A jury in Gainesville recently awarded $13 million in damages following a Florida car accident in which a woman died in 2016 when another driver struck her vehicle during an illegal pass. The case has made headlines, and sparked a discussion over personal injury lawsuit damages and how they are calculated.
As long-time Fort Lauderdale car accident lawyers, our Broward injury legal team recognizes that damages aren’t necessarily reflective of real-life losses. They never could be because, after all, how do you put a price tag on a human life or your ability to walk? Assignation of monetary values to such things may seem callous, but it’s the best means we have of helping to compensate people who suffered as a result of someone else’s careless or criminal actions.
Mostly in civil litigation, the damages we’re discussing are these type of “compensatory damages,” intended to “make whole” the individuals who are suffering, rather than about punishing the person who caused the injury. The exception to this is “punitive damages,” intended to penalize particularly egregious wrongs.
F.S. 768.72 holds that punitive damages can only be awarded in cases where there is a reasonable showing, based on clear and convincing evidence, that the defendant was personally guilty of intentional misconduct or gross negligence. Gross negligence is understood to be conduct that is so reckless or wanting in care it constitutes conscious disregard or indifference for the life, safety or rights of other people exposed to it.
In the Gainesville case, the other driver, 29, attempted to pass plaintiff’s wife in a no-passing zone. Both were traveling 60 mph, and both lost their lives.
Determining Who Has Right of Action Impacts Damages
In a lawsuit filed to compensate those left behind after someone dies, there are two main parties who have a right of action:
- The representative of decedent’s estate, who pursues damages on behalf of the person who is deceased. This is called a wrongful death lawsuit.
- Survivors of the decedent, particularly dependents, such as spouses and minor children. This is called a survival action.
The reason this matters in terms of damages is that, No. 1, a case that involves only the estate and no survivors may end in lower damages compared to a case that involves both. No. 2, the identity of survivors matters because their age, relationship to decedent, degree of dependency, health of that relationship – all of this is considered when determining the degree of damages.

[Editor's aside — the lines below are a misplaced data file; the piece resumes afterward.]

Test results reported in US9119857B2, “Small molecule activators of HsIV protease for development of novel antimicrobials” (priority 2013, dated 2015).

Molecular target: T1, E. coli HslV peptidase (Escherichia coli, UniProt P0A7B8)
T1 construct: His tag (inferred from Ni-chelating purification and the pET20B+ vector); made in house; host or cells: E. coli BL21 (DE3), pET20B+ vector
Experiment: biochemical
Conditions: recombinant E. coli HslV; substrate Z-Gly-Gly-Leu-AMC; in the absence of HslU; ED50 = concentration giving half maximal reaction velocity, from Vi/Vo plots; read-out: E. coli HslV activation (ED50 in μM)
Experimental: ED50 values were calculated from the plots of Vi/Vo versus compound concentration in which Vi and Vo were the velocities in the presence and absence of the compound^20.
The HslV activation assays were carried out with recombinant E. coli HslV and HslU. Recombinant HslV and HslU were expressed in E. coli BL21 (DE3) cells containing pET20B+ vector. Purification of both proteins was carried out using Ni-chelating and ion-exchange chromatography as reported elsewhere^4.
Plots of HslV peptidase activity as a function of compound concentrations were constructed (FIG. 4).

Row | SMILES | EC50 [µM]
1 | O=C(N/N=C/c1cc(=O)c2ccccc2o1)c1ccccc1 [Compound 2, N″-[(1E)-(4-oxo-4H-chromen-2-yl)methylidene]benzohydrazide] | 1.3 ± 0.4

In the wrongful death car accident lawsuit involving the death of the 36-year-old Gainesville woman, decedent was married with three small children (one son and two daughters), making damages quite a bit higher than they might have been for a person who was older, unmarried or with no minor children.
Types of Damages in a Wrongful Death Car Accident Lawsuit
Laws on damages in wrongful death litigation vary from state-to-state and depending on the kind of wrongful death lawsuit. (In Florida, for instance, wrongful death medical malpractice claims can only be filed by the decedent’s surviving spouse or minor/dependent children.)
the primary type of damage paid out in a wrongful death case is loss of support for all family members whom decedent supported financially for the period of time in the future would have been expected to support them. That’s why damages paid to a young child might be higher than those paid to a teenager for the loss of a parent. Minor children generally can be compensated for loss of support through age 18 and often throughout their college education.
A widow or widower can often receive loss of support damages through retirement age, and other relatives may be able to collect damages if they can prove the decedent supported them.
Other types of damages include funeral and burial expenses, medical expenses, damages for pain and suffering (emotional and physical – both of survivors and of the decedent before death) and loss of consortium (comfort and guidance).
In many cases, the most you can expect to receive is the maximum insurance coverage available, as that is typically all liability insurers pay. However, if the insurer at any point acts in bad faith in its handling o the claim, plaintiff may have that additional claim for damages. Defendants (or their estates) can be personally held liable for damages, but often don’t have enough to pay out-of-pocket, which is the amount of insurance available matters.
Bad faith damages and punitive damages tend to be where car accident lawyers in Fort Lauderdale tend to see the highest damage awards.
Call Fort Lauderdale Injury Attorney Richard Ansara at (954) 761-4011. Serving Broward, Miami-Dade and Palm Beach counties.
Jury awards up to $13 million in fatal 2016 Gainesville crash, Aug. 20, 2019, By Emily Mavrakis, Gainesville Sun